But Jonah rose up to flee to Tarshish from the presence of the LORD, and went down to Joppa; and he found a ship going to Tarshish…
Jonah sullenly resolved not to obey God's voice. What a glimpse into the prophetic office that gives us! The Divine Spirit could be resisted, and the prophet was no mere machine, but a living man who had to consent with his devoted will to bear the burden of the Lord. One refused, and his refusal teaches us how superb and self-sacrificing was the faithfulness of the rest. Jonah represents the national feelings which he shared. He refused because he feared success. God's goodness was being stretched rather too far if it was going to take in Nineveh. His was the spirit of the prodigal's elder brother. Israel was set among the nations, not as a dark lantern, but as the great candlestick in the temple court proclaimed, to ray out light to all the world. Jonah's mission was but a concrete instance of Israel's charge. All sorts of religious exclusiveness, contemptuous estimates of other nations, and that bastard patriotism which would keep national blessings for our own country alone, are condemned by this story. Note the fatal consequences of refusal to obey the God-given charge. Jonah only meant to escape from service. The storm is described with a profusion of unusual words, all apparently technical terms, picked up on board. No wonder that the fugitive prophet slunk down into some dark corner, and sat bitterly brooding there, self-accused and condemned, till weariness and the relief of the tension of his journey lulled him to sleep. It was a stupid and heavy sleep. Over against the picture of the insensible prophet is set the behaviour of the heathen sailors, or "salts," as the story calls them. Their conduct is part of the lesson of the book. Their treatment of Jonah is generous and chivalrous. They are so much touched by the whole incident that they offer sacrifices to the God of the Hebrews, and are, in some sense, and possibly but for a time, worshippers of Him. All this holds up the mirror to Israel, by showing how much of human kindness and generosity, and how much of susceptibility for the truth which Israel had to declare, lay in rude hearts beyond its pale. Jonah's conduct in the storm is no less noble than his former conduct had been base. The burst of the tempest blew all the fog from his mind, and he saw the stars again. His confession of faith; his calm conviction that he was the cause of the storm; his quiet, unhesitating command to throw him into the wild chaos foaming about the ship; his willing acceptance of death as the wages of his sin — all tell how true a saint he was in the depths of his soul. The miracle of rescue is the last point. Jonah's repentance saved his life. The wider lesson of the means of making chastisement into blessing, and securing a way of escape — namely, by owning the justice of the stroke, and returning to duty — is meant for us all. The ever-present providence of God, the possible safety of the nation, even when in captivity, the preservation of every servant of God who turns to the Lord in his chastisement, the exhibition of penitence as the way of deliverance, are the purposes for which the miracle was wrought and told.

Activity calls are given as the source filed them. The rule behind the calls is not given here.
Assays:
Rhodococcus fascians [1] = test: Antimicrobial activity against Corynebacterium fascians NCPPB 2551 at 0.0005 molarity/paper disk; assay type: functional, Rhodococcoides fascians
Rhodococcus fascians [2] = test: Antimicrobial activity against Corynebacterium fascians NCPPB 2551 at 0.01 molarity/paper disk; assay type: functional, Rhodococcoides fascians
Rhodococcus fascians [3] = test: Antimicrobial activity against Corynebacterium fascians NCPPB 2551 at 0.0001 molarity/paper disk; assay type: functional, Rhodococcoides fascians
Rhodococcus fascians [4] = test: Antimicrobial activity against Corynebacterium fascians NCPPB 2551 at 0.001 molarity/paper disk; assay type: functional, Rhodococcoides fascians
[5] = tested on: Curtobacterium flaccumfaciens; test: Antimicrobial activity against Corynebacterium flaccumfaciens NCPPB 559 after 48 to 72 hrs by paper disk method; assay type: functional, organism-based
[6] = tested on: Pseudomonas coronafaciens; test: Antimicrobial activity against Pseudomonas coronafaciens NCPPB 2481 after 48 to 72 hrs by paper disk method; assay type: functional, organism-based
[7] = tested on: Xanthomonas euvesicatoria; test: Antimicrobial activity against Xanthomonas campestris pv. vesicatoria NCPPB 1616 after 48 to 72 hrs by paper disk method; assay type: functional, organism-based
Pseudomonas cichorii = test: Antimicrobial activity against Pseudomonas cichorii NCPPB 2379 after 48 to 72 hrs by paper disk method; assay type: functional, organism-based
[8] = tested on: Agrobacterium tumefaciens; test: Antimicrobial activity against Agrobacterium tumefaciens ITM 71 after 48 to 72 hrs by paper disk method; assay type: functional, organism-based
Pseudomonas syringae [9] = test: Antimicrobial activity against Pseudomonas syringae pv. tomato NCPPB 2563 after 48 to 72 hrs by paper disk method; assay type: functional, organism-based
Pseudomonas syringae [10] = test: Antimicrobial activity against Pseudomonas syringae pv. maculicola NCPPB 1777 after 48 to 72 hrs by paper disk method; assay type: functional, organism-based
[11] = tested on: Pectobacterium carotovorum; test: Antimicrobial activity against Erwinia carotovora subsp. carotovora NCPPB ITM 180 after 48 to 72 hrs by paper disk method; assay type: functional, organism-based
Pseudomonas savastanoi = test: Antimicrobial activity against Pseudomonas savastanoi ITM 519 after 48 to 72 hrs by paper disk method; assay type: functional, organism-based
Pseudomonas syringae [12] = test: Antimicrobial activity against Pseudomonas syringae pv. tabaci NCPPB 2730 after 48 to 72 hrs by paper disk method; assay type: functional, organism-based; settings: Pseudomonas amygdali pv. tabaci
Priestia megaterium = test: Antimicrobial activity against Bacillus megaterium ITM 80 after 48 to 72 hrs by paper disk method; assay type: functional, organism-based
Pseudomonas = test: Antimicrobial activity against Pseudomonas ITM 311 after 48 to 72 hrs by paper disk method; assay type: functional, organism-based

(A. Maclaren, D. D.)
Parallel VersesKJV: But Jonah rose up to flee unto Tarshish from the presence of the LORD, and went down to Joppa; and he found a ship going to Tarshish: so he paid the fare thereof, and went down into it, to go with them unto Tarshish from the presence of the LORD.
WEB: But Jonah rose up to flee to Tarshish from the presence of Yahweh. He went down to Joppa, and found a ship going to Tarshish; so he paid its fare, and went down into it, to go with them to Tarshish from the presence of Yahweh.